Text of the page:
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Trump says he’ll almost ‘definitely’ declare emergency if border wall demands not met

Trump says he’ll almost ‘definitely’ declare emergency if border wall demands not met
World
On his way from the White House on Thursday, U.S. President Donald Trump told reporters that he would almost “definitely” declare a national emergency to end a government shutdown if his demands for a border wall are not met.

Trump was on his way to McAllen, Texas, on the Mexican border, when he made the statement.

The president added that his lawyers had told him he had the power to invoke national emergency powers to get his wall funded, a course of action that Democrats have said may be illegal.

“I have the absolute right to declare a national emergency,” Trump told reporters at the White House. “I’m not prepared to do that yet, but if I have to, I will.”

Trump has maintained that a government funding bill to end the shutdown include US$5.7 billion for a border wall, a promise that featured prominently in his presidential campaign.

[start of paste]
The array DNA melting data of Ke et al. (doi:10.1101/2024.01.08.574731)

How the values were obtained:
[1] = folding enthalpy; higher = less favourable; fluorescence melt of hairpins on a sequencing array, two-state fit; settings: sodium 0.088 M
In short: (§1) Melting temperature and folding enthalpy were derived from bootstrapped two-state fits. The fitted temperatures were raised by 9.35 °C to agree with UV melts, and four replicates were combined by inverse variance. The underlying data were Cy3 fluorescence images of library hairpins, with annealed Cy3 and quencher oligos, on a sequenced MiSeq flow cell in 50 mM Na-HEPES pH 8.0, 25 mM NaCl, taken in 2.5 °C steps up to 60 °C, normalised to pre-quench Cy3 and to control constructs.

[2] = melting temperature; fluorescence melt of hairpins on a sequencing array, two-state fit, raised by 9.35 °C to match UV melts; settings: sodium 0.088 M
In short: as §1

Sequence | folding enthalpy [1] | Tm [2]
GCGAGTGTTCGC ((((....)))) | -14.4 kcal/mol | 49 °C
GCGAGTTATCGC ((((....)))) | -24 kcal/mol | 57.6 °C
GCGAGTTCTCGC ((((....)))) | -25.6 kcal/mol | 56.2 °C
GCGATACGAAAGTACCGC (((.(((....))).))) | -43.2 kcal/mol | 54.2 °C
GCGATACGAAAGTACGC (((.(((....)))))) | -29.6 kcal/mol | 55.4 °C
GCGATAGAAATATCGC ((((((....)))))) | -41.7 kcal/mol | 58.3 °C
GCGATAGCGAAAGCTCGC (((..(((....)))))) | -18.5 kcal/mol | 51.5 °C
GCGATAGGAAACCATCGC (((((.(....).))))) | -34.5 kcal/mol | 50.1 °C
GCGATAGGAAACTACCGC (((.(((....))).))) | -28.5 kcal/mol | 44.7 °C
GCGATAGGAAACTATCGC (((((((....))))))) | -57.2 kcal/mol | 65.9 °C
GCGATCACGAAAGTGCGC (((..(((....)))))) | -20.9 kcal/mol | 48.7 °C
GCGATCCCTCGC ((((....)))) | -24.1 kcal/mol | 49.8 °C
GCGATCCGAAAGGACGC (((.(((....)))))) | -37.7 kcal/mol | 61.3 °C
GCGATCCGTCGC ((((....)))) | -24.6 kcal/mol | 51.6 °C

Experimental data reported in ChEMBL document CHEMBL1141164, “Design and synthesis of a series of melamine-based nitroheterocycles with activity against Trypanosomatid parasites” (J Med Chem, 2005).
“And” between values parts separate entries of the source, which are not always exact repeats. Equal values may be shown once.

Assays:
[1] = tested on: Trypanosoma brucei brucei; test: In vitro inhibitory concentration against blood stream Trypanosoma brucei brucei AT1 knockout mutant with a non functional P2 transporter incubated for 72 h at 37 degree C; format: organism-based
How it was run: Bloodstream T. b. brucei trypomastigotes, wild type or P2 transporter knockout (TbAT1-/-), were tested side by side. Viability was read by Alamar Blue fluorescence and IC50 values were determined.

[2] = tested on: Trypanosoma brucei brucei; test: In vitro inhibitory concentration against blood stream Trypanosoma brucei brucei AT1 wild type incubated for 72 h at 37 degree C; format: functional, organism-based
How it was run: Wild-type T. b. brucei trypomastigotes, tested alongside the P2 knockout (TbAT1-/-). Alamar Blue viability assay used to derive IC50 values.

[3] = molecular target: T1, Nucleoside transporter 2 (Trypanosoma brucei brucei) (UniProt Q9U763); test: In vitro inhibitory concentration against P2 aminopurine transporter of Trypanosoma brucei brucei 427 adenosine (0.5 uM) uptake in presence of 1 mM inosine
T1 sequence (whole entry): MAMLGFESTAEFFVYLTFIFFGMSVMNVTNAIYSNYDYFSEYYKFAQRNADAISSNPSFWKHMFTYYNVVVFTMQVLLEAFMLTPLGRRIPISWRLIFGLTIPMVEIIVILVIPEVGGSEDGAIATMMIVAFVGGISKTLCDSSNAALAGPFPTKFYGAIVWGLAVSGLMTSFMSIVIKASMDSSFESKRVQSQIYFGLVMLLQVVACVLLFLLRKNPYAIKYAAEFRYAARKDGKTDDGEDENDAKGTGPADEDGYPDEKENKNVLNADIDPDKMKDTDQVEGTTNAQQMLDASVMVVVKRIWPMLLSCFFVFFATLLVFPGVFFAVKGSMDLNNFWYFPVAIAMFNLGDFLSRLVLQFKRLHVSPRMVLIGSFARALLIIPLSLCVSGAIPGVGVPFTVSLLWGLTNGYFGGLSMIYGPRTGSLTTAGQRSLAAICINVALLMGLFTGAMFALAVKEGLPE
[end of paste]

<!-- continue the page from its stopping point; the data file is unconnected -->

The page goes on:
If Congress refuses to budge on the border wall funding, Trump said he probably would declare an emergency. “I would almost say definitely,” he said.

The declaration would override Congress’s power over the national budget, giving Trump the ability to redirect money from the U.S. Department of Defense to his proposed wall.

Trump has hinted that he’s prepared for the shutdown to stretch into late January by cancelling plans to attend the World Economic Forum in Davos, Switzerland, which begins on Jan. 22.

Senator Joe Manchin, a moderate Democrat who has good relations with Trump, said a national emergency declaration by Trump would be “wrong, but I think that’s his only way out” of the government shutdown impasse.

If Trump were to make such a declaration, Manchin predicted the Senate would immediately pass legislation to fund the federal agencies that have been partially closed.

“If he did it tonight, everybody would be right here to vote,” Manchin told reporters.

As a result of the shutdown, approximately 800,000 government employees will miss their first pay cheques this coming Friday.

The most recent talks held between Republicans and Democrats to end the shutdown concluded with the president storming out of the meeting and calling them harder to deal with than China.
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